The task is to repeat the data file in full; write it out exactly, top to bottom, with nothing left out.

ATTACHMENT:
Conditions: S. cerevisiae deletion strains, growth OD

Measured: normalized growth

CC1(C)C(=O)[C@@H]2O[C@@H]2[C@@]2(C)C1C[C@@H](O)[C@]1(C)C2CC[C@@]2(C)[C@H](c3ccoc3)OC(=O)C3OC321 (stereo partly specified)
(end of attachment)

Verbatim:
Conditions: S. cerevisiae deletion strains, growth OD

Measured: normalized growth

CC1(C)C(=O)[C@@H]2O[C@@H]2[C@@]2(C)C1C[C@@H](O)[C@]1(C)C2CC[C@@]2(C)[C@H](c3ccoc3)OC(=O)C3OC321 (stereo partly specified)